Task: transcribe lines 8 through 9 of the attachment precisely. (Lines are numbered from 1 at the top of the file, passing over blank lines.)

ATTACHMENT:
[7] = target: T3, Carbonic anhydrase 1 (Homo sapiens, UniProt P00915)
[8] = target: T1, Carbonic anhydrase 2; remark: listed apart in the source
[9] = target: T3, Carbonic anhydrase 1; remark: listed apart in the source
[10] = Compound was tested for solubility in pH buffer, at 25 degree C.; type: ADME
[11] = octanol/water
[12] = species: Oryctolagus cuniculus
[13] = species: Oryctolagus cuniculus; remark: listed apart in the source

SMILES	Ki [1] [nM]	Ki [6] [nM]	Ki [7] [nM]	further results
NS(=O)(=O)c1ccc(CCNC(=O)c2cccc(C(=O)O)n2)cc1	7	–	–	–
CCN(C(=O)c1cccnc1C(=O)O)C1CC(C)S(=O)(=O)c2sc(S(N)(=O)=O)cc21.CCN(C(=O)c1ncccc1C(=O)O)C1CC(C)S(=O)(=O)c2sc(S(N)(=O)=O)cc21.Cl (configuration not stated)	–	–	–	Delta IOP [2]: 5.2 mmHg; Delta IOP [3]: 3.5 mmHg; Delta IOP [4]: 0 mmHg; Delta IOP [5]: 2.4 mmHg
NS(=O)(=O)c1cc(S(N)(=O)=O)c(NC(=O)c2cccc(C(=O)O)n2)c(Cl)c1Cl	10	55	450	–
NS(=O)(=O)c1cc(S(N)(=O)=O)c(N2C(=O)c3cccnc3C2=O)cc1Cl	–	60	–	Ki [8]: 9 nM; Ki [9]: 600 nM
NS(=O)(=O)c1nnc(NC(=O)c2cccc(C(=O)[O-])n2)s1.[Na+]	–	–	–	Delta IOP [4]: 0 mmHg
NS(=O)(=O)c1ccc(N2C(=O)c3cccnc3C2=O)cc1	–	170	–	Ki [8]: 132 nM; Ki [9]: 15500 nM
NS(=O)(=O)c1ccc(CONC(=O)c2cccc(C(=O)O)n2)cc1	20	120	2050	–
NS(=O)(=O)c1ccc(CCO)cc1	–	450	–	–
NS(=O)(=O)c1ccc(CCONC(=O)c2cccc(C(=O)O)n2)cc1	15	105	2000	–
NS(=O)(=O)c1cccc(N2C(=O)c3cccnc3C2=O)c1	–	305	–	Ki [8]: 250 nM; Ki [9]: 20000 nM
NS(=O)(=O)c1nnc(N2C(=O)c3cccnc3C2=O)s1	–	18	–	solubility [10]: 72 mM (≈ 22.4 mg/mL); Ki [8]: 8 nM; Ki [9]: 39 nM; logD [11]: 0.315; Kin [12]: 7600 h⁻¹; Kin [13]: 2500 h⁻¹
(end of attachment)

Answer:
SMILES	Ki [1] [nM]	Ki [6] [nM]	Ki [7] [nM]	further results
NS(=O)(=O)c1ccc(CCNC(=O)c2cccc(C(=O)O)n2)cc1	7	–	–	–